In addition to businesses, the bill would require third-party purchasers and processors of data to provide consumers with prior notice and the opportunity to opt-out before materially changing or altering how they use or share consumer personal information.
How would it be enforced?
The law would be enforced by the Florida's Department of Legal Affairs. If a noticed violation is not cured within 30 days, then the Department may seek up to $2,500 for each unintentional violation and $7,500 for each intentional violation.
Failure to reasonably identify whether or not a consumer is underage would be interpreted the same as intentionally disregarding the fact that a consumer is underage. Fines could be tripled for violations involving minors.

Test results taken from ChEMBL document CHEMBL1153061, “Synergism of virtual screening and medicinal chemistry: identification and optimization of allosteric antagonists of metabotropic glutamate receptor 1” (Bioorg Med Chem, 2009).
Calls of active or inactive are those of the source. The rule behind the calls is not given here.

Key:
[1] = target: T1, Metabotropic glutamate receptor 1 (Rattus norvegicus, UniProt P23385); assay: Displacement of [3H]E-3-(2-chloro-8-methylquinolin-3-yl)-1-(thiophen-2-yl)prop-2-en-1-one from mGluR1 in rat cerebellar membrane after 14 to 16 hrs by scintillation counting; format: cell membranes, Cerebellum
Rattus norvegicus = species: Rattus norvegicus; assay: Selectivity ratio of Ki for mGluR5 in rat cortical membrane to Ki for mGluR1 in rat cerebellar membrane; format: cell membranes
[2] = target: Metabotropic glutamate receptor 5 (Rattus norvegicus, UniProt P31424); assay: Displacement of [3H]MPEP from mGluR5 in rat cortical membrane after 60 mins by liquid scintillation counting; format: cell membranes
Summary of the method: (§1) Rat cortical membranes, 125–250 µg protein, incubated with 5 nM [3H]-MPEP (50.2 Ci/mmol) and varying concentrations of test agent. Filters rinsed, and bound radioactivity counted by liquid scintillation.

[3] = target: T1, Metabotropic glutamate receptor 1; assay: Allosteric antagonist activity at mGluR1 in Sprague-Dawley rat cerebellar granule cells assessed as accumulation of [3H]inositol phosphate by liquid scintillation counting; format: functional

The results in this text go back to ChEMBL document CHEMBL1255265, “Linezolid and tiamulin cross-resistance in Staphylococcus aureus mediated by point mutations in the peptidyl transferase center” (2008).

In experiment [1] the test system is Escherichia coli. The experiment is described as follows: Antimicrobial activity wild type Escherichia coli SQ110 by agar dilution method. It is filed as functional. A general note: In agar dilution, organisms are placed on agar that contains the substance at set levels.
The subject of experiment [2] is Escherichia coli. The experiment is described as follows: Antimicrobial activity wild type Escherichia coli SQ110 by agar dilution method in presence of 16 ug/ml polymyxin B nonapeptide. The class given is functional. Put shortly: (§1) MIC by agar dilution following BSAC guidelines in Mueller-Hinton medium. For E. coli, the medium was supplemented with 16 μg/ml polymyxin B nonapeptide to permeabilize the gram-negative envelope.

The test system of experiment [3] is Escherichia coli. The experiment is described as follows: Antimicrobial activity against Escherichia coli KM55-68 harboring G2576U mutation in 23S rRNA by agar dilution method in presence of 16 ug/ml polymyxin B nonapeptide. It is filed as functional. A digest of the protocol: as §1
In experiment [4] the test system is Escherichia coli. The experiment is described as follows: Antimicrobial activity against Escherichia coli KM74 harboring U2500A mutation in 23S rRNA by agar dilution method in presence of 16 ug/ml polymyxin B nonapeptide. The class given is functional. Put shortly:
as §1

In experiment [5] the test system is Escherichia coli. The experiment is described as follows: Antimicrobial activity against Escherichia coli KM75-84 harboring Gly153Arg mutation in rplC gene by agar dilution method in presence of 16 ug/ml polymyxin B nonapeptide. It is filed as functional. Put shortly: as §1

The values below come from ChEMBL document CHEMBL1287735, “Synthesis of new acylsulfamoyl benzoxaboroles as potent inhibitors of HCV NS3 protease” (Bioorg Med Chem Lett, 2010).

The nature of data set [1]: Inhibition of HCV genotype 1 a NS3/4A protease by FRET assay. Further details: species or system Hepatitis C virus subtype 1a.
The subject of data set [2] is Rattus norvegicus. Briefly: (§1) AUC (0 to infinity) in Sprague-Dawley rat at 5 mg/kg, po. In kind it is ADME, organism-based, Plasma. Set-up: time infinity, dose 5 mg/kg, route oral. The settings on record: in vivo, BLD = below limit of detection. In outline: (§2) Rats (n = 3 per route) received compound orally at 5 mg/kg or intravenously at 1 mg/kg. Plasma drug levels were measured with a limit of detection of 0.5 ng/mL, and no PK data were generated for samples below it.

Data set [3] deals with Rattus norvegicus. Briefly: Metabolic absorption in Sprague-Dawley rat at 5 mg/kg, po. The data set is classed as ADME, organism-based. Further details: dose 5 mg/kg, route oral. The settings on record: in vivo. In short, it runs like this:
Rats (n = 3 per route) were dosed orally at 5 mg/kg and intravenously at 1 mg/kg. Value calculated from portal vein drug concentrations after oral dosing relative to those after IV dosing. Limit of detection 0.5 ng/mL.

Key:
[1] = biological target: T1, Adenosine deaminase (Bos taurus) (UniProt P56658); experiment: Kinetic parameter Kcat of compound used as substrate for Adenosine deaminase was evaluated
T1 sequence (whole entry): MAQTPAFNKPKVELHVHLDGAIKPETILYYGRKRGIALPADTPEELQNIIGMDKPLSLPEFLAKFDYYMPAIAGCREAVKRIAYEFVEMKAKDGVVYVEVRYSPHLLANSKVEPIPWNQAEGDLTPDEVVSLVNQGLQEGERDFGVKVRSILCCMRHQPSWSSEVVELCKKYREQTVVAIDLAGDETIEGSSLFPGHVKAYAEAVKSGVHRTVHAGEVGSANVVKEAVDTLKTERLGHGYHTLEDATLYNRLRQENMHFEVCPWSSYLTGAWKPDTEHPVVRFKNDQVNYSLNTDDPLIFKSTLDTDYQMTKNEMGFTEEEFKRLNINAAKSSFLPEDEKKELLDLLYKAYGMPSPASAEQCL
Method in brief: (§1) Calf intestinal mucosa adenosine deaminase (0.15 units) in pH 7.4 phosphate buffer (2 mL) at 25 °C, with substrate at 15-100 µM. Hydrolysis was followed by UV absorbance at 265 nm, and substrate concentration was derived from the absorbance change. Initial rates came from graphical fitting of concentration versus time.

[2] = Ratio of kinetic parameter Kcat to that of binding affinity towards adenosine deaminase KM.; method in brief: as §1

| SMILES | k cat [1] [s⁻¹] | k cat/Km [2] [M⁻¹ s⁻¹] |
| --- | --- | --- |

The proposed bill also creates a private cause of action for unauthorized access and exfiltration, theft, or disclosure of nonencrypted and nonredacted personal information or e-mail addresses—in combination with a password or security question and answer—resulting from a business' violation of the duty to implement and maintain "reasonable security procedures and practices." The bill provides for statutory damages up to $750 for each incident, though it does not provide the prevailing party legal fees.
Where does it stand?
The bill was introduced on Monday, February 15, 2021. The state's governor announced support for the proposal on that same date.
March 31 Update